La TendresseBMJ 2002; 325 doi: https://doi.org/10.1136/bmj.325.7369.908 (Published 19 October 2002) Cite this as: BMJ 2002;325:908
- Jennifer Leaning, professor of international health. (email@example.com)
- Harvard School of Public Health, Boston, Massachusetts, USA
Black Ace Books, £16.95, pp 287 http://blackacebooks.com/
ISBN 1 87298842 3
This first novel by American doctor Ken Strauss attempts, through a complicated narrative conceit, to craft a wartime love story and a medical anti-war treatise. It succeeds in doing both, in part.
The unnamed contemporary narrator has just bought and begun to renovate a château on the French-Belgian border. He uncovers a diary hidden behind a high chimney wall. The diary was written by an English surgeon whose life, loves, and losses spanned the first half of the 20th century, and whose destiny it was to serve in both world wars. The château was used as a British field hospital where the surgeon worked during the autumn of 1917 and then later became his home and refuge duringthe interwar period up to the time of his execution by the Germans in 1944.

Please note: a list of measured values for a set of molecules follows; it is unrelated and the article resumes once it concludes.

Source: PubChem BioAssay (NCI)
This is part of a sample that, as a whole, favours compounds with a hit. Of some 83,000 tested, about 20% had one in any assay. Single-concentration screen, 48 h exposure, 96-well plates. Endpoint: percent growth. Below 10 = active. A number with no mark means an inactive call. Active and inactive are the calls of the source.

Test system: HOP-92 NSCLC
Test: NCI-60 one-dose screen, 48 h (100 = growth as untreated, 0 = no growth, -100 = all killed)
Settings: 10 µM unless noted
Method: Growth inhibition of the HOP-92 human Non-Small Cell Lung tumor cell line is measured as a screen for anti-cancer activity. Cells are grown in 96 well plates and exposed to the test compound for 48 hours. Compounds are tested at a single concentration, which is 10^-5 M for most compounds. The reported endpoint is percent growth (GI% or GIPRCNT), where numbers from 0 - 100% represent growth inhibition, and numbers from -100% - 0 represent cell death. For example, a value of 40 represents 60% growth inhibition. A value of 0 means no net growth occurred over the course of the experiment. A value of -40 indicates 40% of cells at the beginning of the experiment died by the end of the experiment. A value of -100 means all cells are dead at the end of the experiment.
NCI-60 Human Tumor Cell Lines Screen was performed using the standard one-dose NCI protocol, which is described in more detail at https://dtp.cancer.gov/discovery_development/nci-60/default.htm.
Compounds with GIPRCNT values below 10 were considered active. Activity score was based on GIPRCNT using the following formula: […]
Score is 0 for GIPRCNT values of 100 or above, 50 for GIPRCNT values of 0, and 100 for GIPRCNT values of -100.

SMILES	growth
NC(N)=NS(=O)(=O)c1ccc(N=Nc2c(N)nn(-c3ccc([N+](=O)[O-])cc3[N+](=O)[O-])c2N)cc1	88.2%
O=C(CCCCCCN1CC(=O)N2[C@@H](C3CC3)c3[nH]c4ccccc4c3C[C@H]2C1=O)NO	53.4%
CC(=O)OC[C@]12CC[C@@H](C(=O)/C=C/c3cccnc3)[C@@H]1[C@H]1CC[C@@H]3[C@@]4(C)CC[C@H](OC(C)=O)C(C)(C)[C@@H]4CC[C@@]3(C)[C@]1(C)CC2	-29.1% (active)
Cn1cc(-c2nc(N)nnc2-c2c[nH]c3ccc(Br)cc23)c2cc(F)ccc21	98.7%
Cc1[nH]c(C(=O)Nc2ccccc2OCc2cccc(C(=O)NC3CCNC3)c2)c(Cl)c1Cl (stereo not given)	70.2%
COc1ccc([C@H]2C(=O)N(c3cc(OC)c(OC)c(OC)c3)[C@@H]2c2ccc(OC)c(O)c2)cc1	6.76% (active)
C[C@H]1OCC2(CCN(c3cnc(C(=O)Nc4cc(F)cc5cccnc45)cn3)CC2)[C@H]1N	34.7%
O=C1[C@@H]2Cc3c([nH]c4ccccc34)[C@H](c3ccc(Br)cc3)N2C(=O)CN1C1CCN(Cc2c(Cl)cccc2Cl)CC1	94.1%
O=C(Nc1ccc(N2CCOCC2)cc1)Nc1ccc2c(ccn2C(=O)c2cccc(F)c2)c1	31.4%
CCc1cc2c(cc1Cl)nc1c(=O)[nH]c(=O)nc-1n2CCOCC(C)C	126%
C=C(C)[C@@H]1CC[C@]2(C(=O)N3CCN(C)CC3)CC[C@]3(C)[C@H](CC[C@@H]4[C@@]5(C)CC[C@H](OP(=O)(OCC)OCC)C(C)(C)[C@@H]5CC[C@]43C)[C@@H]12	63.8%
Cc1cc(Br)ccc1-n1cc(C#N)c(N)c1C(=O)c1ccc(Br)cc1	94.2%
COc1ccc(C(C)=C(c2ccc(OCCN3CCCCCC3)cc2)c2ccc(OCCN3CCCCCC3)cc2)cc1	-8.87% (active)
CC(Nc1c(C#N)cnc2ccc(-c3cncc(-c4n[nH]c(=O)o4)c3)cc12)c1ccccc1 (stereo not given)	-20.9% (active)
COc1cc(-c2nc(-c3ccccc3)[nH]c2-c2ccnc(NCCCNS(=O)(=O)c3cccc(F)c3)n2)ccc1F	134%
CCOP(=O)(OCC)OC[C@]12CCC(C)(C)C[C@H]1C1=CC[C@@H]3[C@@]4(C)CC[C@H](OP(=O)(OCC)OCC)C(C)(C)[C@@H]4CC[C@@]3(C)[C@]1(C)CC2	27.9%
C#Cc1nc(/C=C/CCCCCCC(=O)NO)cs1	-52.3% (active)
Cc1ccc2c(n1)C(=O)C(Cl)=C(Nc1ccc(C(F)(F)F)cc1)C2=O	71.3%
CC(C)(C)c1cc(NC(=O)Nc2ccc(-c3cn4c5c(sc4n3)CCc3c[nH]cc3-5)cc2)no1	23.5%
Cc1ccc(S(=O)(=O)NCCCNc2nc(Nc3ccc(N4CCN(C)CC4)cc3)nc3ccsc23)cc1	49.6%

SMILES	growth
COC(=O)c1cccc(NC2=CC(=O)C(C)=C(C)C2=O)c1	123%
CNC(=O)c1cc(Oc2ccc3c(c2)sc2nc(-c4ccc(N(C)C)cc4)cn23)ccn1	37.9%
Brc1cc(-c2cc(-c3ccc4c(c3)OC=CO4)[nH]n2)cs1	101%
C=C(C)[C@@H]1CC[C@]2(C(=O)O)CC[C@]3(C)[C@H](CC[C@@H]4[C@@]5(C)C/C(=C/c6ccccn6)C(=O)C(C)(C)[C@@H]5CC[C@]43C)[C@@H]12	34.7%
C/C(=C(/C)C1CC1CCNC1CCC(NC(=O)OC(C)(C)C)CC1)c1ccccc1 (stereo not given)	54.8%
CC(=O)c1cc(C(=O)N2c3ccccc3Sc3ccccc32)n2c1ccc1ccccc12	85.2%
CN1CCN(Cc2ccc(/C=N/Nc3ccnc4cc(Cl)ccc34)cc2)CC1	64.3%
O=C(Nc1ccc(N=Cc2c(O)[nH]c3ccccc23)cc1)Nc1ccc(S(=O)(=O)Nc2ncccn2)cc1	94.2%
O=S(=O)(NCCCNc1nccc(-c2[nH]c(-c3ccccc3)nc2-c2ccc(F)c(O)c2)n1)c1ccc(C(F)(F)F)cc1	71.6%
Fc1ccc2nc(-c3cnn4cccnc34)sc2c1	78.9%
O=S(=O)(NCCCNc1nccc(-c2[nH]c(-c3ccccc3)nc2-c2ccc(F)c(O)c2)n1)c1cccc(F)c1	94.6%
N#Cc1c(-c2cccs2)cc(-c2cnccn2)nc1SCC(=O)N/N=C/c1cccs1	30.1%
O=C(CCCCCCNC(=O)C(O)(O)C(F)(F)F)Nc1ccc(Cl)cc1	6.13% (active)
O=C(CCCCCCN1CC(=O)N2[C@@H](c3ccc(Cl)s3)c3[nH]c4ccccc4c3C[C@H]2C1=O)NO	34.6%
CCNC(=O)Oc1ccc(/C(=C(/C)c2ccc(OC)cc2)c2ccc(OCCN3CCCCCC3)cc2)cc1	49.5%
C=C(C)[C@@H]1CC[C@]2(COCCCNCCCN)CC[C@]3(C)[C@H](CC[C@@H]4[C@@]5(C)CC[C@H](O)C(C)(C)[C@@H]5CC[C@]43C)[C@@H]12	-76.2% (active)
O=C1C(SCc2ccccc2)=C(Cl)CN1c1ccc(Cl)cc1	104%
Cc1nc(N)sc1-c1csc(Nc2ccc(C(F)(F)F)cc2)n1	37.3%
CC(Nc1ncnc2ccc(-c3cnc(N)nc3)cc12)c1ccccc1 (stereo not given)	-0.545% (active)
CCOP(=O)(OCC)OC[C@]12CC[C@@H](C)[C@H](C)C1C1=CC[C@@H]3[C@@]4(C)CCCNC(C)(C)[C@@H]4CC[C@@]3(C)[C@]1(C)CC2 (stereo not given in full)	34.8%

Only a minimum suspension of disbelief is required to accept the notion that the diary is also …
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